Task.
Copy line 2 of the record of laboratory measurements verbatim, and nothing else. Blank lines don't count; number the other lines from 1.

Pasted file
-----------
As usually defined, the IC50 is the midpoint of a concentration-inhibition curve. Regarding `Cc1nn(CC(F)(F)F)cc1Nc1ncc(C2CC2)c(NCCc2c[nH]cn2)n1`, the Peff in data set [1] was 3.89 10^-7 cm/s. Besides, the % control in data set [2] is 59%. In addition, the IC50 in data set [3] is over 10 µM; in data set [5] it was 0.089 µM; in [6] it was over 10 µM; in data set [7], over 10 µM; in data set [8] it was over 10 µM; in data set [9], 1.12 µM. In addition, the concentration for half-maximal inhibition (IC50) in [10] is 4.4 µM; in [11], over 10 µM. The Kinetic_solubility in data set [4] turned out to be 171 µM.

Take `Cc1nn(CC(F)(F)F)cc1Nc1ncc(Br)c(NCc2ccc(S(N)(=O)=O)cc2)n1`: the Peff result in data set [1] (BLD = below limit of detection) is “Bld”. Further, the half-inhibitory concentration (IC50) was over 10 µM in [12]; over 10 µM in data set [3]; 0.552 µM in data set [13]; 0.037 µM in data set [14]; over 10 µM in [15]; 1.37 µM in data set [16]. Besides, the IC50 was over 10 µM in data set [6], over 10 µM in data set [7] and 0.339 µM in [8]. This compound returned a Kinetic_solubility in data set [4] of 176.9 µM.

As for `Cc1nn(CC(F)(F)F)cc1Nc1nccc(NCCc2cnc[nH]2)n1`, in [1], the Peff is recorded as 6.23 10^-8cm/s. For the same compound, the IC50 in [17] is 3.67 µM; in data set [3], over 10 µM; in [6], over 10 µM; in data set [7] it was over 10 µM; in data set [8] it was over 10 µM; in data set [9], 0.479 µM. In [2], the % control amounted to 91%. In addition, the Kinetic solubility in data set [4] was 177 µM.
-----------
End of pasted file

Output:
Take `Cc1nn(CC(F)(F)F)cc1Nc1ncc(Br)c(NCc2ccc(S(N)(=O)=O)cc2)n1`: the Peff result in data set [1] (BLD = below limit of detection) is “Bld”. Further, the half-inhibitory concentration (IC50) was over 10 µM in [12]; over 10 µM in data set [3]; 0.552 µM in data set [13]; 0.037 µM in data set [14]; over 10 µM in [15]; 1.37 µM in data set [16]. Besides, the IC50 was over 10 µM in data set [6], over 10 µM in data set [7] and 0.339 µM in [8]. This compound returned a Kinetic_solubility in data set [4] of 176.9 µM.